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Saturday, July 04, 2009

My life in books

It's what old hacks call "the silly season," that period in summer when it goes very quiet except for the odd superstar's death. When I was a journo, it meant revisiting tedious stories about beasts of Exmoor.

In a nutshell it's a time when occasionally there's nothing much to write about.

I could tell you about our 10 day sojourn in Majorca except that it would be a brief post along the lines: 1) 8.30 had breakfast; 2) 9am bought papers; 3) applied suncream and sat on lounger; 4) went for lunch; 5) bought ice-cream; 6) sat in the shade reading; 7) had shower; 8) went out for dinner.

So instead I'm going to indulge myself by writing about my favourite books. They're my favourites of all time, so some may actually not be favourites now, if you get my drift, but were favourites a few years ago.

Not in any particular order:

1) Never No More by Maura Laverty
I have a weakness for whimsy and stories written from the guileless perspective of a child. This book combines both. Laverty was an Irish writer who was notable for cookery books. This is the charming account of life "in the bog" by 13 year old Delia who lives with her beloved gran who cooks treats like boxty in the pan. I've always thought it would make a wonderful film along the lines of Chocolat (perhaps because there are gipsies in the story.)

2)The Skin Chairs by Barbara Comyns
In a similar vein to (1), a child's perspective. Comyns was a wonderfully eccentric writer and hugely overlooked today (in my view). The chairs in question belonged to the Colonel, a gruff old gentleman living in the big house. And were they really made of skin, as the children had heard rumoured?

3) Jane Eyre by Charlotte Bronte

I would happily consign all the Brontes to Room 101 except that I was crazy about this book when I was around 15. It's a real adolescent's treat, the idea of a plain but virtuous girl eventually winning the love of gruff old Mr Rochester (although he's blind by then so it's not a very good feminist message!).

4) The Women's Room by Marilyn French
When this first came out it had huge stickers on it saying "this book changes lives". It's a feminist tract about a woman from the 1950s, Mira, and how she overcomes the oppression of the life she chose for herself. You'll see by the way I worded that I don't have much time for the book now. I re-read it recently and wanted to shake Mira and tell her to get a grip.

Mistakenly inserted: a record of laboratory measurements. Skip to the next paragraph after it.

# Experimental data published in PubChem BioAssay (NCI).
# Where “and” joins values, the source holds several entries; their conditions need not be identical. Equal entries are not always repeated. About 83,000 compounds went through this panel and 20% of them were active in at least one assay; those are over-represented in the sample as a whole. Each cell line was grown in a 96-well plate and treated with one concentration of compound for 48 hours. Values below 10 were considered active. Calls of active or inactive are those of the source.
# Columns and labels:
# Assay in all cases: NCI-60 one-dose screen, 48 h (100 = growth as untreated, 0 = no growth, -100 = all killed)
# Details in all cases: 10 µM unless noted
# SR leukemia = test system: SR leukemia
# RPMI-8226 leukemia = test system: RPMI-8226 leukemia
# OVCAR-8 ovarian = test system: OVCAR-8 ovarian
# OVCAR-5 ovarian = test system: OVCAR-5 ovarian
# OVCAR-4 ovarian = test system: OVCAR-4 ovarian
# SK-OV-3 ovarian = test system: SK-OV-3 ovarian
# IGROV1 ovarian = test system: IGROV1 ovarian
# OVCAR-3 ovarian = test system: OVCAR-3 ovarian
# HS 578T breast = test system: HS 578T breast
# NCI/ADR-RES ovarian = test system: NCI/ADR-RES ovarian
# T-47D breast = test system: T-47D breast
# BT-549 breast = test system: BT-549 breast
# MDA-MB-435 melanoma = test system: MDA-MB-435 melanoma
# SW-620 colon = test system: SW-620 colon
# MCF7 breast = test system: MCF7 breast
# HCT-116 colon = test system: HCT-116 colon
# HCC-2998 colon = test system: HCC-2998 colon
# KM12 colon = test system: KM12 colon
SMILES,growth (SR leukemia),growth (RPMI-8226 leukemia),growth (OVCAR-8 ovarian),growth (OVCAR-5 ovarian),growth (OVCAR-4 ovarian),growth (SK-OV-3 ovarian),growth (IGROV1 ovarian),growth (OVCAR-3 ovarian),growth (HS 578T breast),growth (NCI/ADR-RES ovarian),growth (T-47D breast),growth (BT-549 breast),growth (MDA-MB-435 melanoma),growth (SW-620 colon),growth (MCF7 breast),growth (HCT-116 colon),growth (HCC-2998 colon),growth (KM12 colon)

5) Little Women by Louisa M Alcott
Predictable one this and boy did I adore it when I was aged 13 - 14, particularly as it was serialised on TV around that time. Although I too spent long hours upstairs writing stories, I didn't identify with Jo. I had a sneaking regard for Amy with her limes and her vanity (putting clothes pegs on her nose.) Re-reading the book, I am struck by how preachy and saccharine it is now that I am a seasoned old cynic.

6) The Long Walk by Slavomir Rawicz
The true story of Polish cavalry officer Slavomir Rawicz who was arrested by the Russians in 1939 and sentenced to 25 years' hard labour in the Gulags, for spying. After a three-month journey to Siberia in the depths of winter he escaped with six companions, realising that to stay in the camp meant almost certain death. They travelled on foot for over 40,000 miles in inhospitable places like the Gobi desert, and Rawicz saw the Yeti. A marvellous book.

7) The Elves & The Shoemaker (Ladybird)
Now I can still remember the first sentence: "Once upon a time there lived a shoemaker and his wife. They were very poor, and as time went on they grew poorer and poorer".
The reason it stuck with me is that this is the book that taught me how to read. I was a late starter (nowadays I would have been tested for dyslexia and no doubt sent to a special school) and it was my dad who taught me, painstakingly taking me through this book for weeks and weeks. In the end my mum reckoned I had memorised it, but one day I could suddenly read every word. After that moment, I became an insatiable reader and according to my teacher Mr Mogford, went immediately to Dickens (I doubt that myself although I remember clearly the next book I read which was about the tightrope walker Blondin and how he cooked an omelette halfway across Niagara Falls.)

8) Jude the Obscure by Thomas Hardy
I love all Hardy's books. To me they lack the twee rhythms of Dickens and paint breathtakingly realistic portraits of people rather than characters with silly names. I love Jude because we all know people like these: the shallow Arabella who ensnares Jude; his priggish cousin Sue; the well-intentioned but weak hero Jude. And the shock twist takes your breath away. It is also unrelentingly gloomy, another reason to cherish it.

9) I Sent a Letter to My Love by Bernice Rubens
I was introduced to the work of Rubens with this novel which came my way when I was a book reviewer on the South Devon Times (one of my better duties.) Rubens wrote very dark comedies and showed the tragedy of unlived lives. In this novel, a middle-aged brother and sister living together start corresponding to each other, unaware who they're writing to, and a romance develops by letter. Poignant and occasionally bittersweet.

10) Dragonfly: NASA and the Crisis Aboard Mir by Bryan Burrough
I don't just read fiction and this one was a surprise hit with me. I love reading about astronauts and space travel and this book is about the ill-fated Mir space station at the end of its 25 year life. I read open mouthed about a fire and a near-collision, plus the hideously cramped conditions for the cosmonauts who included Briton Michael Foale.

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